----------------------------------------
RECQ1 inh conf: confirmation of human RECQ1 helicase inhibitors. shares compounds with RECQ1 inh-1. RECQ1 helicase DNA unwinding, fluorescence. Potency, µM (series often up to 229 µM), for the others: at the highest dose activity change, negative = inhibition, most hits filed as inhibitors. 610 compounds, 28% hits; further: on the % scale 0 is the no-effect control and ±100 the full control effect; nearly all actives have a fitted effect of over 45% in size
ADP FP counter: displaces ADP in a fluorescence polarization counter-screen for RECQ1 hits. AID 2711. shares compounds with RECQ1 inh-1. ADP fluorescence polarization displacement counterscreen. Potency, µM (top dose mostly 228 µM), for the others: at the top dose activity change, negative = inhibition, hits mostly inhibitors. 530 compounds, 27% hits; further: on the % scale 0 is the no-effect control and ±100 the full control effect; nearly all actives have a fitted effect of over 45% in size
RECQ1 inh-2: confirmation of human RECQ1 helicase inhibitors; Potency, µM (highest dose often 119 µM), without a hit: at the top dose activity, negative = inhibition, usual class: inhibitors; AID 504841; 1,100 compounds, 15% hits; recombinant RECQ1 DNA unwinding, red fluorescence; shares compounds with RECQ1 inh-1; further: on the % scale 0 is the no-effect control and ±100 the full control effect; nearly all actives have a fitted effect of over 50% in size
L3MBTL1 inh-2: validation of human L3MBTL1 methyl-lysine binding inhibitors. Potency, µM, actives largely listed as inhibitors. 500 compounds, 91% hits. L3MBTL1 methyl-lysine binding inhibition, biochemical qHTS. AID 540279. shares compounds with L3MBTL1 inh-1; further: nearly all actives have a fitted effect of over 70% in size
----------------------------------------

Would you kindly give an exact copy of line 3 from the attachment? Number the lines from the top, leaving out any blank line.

RECQ1 inh-2: confirmation of human RECQ1 helicase inhibitors; Potency, µM (highest dose often 119 µM), without a hit: at the top dose activity, negative = inhibition, usual class: inhibitors; AID 504841; 1,100 compounds, 15% hits; recombinant RECQ1 DNA unwinding, red fluorescence; shares compounds with RECQ1 inh-1; further: on the % scale 0 is the no-effect control and ±100 the full control effect; nearly all actives have a fitted effect of over 50% in size